Paul Hyett, 21 May 2021
You know that occasional ‘morning feeling’ where you linger half in and out of sleep, writes Paul Hyett, slowly awakening to the welcome realisation that the awful, stressful dream you were having was indeed just a dream. Or it is an incredible dream but as you wake, your hold on it begins to slip until it’s completely lost. Gone. You cannot remember anything at all!
Understanding dreams has been a preoccupation through the ages, the science of how we dream being oneirology, whilst dream interpretation is the attempt to draw meaning from dreams and search for an underlying message.
This morning (as I write), I drifted out of slumber and left a Mad Hatter’s world behind, but I managed to grab a pen and commit the essence of my dream to paper. I had been in the most bizarre setting – a large Hampstead apartment where my son Ben and I were luncheon guests of James Stirling and his wife, Mary Shand. The place was impossibly cluttered. Weird beyond weird, as is the way with dreams, Stirling kept darting across the room on a little push-scooter, whizzing around oversized items of furniture and huge plants, all at great speed.
Amidst this scene, a most serious conversation played out about colour and its use in architecture. Cedric Price sat in a corner, and John Lyall and Piers Gough appeared and joined in. I was arguing that Stirling’s work had been pivotal in bringing a new emphasis on colour back into the heart of architecture.
I noted the brutalist work of Erno Goldfinger’s Trellick and Balfron residential towers in London, and the Park Hill estate in Sheffield by Jack Lynn and Ivor Smith, as well as the now part-demolished Robin Hood Gardens by the Smithsons. All were examples of a colourless post-World War 2 architecture that Stirling had, first with James Gowan, and then more so with Michael Wilford, bravely challenged -- an unscholarly theory that I relay only to illustrate the strange, and seemingly uncontrollable, passage of our dreams.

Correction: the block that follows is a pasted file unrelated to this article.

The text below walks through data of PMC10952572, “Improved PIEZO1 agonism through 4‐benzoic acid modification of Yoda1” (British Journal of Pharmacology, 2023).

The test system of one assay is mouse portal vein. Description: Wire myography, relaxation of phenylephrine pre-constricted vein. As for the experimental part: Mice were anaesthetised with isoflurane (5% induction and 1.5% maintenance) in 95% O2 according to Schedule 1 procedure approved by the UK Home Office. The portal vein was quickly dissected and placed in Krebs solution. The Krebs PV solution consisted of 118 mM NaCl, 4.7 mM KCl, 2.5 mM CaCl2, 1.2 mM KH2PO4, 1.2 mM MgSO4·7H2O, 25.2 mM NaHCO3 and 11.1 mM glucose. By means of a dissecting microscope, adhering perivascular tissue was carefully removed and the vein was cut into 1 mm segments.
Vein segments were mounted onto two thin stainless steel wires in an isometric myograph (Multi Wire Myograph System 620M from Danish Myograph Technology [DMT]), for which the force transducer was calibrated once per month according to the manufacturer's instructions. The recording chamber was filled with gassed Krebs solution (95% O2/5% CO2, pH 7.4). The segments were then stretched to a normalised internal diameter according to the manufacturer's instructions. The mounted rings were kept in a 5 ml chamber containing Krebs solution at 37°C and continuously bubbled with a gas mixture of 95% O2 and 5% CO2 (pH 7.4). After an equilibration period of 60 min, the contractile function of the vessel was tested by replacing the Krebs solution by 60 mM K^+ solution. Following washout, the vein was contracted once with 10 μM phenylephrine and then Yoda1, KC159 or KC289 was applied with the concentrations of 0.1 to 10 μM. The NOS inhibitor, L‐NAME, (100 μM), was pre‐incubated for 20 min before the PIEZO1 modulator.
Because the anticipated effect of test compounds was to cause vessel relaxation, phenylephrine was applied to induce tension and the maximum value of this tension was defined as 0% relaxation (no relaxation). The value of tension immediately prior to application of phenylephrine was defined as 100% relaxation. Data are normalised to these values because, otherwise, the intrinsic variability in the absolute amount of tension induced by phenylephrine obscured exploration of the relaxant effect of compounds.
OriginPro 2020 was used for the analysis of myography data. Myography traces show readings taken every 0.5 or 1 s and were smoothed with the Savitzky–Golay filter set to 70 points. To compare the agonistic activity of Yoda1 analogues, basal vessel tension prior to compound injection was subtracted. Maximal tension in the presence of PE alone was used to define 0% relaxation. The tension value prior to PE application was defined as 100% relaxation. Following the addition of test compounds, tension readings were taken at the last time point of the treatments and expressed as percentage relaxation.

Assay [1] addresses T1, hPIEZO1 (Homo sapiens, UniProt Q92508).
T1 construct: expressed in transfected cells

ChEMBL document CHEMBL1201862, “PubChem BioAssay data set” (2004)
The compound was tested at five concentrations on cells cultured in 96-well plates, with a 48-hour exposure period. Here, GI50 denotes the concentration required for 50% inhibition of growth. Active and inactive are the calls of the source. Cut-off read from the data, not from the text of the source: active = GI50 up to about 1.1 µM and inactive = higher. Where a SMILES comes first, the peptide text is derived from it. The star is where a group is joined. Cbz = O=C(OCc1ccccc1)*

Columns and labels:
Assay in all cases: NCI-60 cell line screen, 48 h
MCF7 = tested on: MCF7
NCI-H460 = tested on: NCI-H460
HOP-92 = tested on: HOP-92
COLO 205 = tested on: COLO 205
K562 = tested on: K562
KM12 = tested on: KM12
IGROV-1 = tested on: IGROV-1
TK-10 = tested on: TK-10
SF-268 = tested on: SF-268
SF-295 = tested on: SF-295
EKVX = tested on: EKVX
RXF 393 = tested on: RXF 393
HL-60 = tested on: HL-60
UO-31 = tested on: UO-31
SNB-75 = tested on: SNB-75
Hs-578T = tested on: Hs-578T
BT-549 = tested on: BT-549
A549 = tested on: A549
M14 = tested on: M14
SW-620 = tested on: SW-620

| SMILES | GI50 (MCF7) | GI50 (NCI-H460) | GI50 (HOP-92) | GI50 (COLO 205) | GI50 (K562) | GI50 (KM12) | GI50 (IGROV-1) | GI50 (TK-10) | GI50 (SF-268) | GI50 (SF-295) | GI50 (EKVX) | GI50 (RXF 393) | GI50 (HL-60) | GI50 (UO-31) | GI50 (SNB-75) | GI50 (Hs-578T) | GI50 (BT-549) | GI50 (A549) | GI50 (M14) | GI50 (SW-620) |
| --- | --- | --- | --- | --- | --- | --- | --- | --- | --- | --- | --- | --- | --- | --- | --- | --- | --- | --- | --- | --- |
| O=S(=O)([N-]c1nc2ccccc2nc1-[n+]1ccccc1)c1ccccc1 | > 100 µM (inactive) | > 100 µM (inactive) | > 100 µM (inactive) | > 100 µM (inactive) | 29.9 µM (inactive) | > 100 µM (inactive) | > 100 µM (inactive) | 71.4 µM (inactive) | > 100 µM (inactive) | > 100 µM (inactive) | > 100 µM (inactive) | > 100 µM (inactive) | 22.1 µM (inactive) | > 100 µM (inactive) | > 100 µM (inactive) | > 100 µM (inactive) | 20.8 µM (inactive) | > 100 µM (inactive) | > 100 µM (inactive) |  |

And then, awake, I remembered how refreshing it was that colour – real bold colour – had found its way back into architecture. I thought of all that pale cream rendering to 1950s social housing, the grey and silver work of the hi-tech teams, and how pleasing it was when colour started to creep into some of those compositions.
All of which takes me to a trip I made back in the mid-1980s. I took a day off and went to Stuttgart. Reason: I had been completely bowled over by the Architectural Review’s brilliant critique of the Staatsgalerie, written by Alan Colquhoun (December 1984). I had to see it for myself.
The last time I had been in that part of Gemany was to visit the Weissenhof Seidlung, the incredible housing estate built for the Deutscher Werkbund exhibition in Stuttgart in 1927 during the ill-fated Weimer Republic. There, the work of 17 architects (which included Le Corbusier, Behrens, Scharoun, Taut and Gropius) had been co-ordinated by Mies van der Rohe. Of some sixty dwellings, mostly in terraces, and all with flat roofs, all but two of the schemes were white. Taut was the rather jolly colourful exception.
In Stuttgart I remember being mesmerised by the power of Stirling and Wilford’s Staatsgalerie, with its extraordinary section and that brilliant public walkway which traversed the site from the street behind, down and around the rotunda, to the plaza below. And the colours . . . The layered stone cladding with its subtle banding and a thousand Turneresque hues of brown and cream; the rich streaks of pink and blue to the sloping handrails; the apple-green curtain-wall mullions and the bright red entrance porticos and doorways – altogether sublime. It was an incredible day.